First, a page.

Project description:<h4>Background</h4>The expansion of urban slums is a key challenge for public and social policy in the 21st century. The heterogeneous and dynamic nature of slum communities limits the use of rigid slum definitions. A systematic and flexible approach to characterize, delineate and model urban slum structure at an operational resolution is essential to plan, deploy, and monitor interventions at the local and national level.<h4>Methods</h4>We modeled the multi-dimensional structure of urban slums in the city of Salvador, a city of 3 million inhabitants in Brazil, by integrating census-derived socioeconomic variables and remotely-sensed land cover variables. We assessed the correlation between the two sets of variables using canonical correlation analysis, identified land cover proxies for the socioeconomic variables, and produced an integrated map of deprivation in Salvador at 30 m × 30 m resolution.<h4>Results</h4>The canonical analysis identified three significant ordination axes that described the structure of Salvador census tracts according to land cover and socioeconomic features. The first canonical axis captured a gradient from crowded, low-income communities with corrugated roof housing to higher-income communities. The second canonical axis discriminated among socioeconomic variables characterizing the most marginalized census tracts, those without access to sanitation or piped water. The third canonical axis accounted for the least amount of variation, but discriminated between high-income areas with white-painted or tiled roofs from lower-income areas.<h4>Conclusions</h4>Our approach captures the socioeconomic and land cover heterogeneity within and between slum settlements and identifies the most marginalized communities in a large, complex urban setting. These findings indicate that changes in the canonical scores for slum areas can be used to track their evolution and to monitor the impact of development programs such as slum upgrading.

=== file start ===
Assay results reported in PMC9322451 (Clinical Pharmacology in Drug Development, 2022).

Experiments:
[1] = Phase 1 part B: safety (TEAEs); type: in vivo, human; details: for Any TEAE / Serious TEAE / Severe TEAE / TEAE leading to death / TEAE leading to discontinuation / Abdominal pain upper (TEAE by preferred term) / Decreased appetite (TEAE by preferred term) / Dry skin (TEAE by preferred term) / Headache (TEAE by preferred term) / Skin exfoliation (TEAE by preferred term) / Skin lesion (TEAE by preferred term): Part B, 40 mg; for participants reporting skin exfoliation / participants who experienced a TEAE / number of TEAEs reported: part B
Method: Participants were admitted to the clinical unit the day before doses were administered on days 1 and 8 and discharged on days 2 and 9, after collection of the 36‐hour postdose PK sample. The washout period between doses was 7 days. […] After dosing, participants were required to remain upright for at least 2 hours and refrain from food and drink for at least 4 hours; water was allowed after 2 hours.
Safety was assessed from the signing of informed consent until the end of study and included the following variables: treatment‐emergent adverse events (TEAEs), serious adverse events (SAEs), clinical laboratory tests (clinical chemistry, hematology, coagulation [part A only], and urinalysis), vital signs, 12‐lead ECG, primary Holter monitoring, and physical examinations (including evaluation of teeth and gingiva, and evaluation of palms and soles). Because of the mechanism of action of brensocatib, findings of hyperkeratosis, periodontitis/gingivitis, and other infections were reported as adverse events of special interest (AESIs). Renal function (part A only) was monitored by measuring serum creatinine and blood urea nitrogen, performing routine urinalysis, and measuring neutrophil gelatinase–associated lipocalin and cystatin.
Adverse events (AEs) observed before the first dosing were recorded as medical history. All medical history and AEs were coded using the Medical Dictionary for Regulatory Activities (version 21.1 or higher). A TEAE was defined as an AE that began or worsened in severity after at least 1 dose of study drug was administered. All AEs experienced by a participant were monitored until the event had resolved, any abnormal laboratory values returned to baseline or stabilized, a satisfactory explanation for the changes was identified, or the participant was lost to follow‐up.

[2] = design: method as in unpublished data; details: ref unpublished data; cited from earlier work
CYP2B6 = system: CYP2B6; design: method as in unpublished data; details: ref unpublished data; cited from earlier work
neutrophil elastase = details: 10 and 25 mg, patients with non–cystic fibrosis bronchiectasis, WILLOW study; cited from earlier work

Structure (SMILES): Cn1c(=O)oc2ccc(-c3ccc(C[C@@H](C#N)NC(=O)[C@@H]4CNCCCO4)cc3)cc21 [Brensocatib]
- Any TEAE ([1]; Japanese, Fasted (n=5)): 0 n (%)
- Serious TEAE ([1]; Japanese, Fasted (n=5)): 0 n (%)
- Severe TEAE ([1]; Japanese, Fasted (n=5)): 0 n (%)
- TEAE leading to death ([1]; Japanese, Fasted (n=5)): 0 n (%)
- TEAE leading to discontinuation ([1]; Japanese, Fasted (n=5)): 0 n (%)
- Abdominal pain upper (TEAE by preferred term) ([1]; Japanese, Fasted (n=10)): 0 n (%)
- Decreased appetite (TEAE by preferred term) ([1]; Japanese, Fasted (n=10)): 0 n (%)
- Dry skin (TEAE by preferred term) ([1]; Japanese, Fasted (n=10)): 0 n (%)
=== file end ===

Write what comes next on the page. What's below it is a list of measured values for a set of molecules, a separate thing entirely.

Project description:Urban expansion is one of the major problems in Ethiopia resulting in displacement of the rural people inhabiting areas bordering the cities/towns. It is also resulting in land use land cover (LULC) changes affecting the livelihoods of the people and the ecosystems (Messay et al., 2017; Ganamo, 2013) [, ]. The data presented in this article, therefore shows the spatiotemporal LULC changes of peri-urban expansion areas of Shashemene City. The data were generated from Landsat Thematic Mapper (TM) and Enhanced Thematic Mapper plus (ETM+) images (with path/row numbers 168/055) from EarthExplorer.usgs.gow and the data was classified, interpreted and cross-tabulated using ERDAS IMAGIN 2013 and ArcGIS 10.4.1 software packages. The accuracy of the image classification was verified by geo-location data collected from ground control points by using Geo Positioning System (GPS) receiver and the spatial resolution (1?m) and very recent (2016) Imagery downloaded from Google Earth. The result indicates that the built-up areas have increased by 1938.71?ha (19.3871?km2) with 73.4%, and 17.6% decline in forest land and grassland respectively between 1973 and 2016.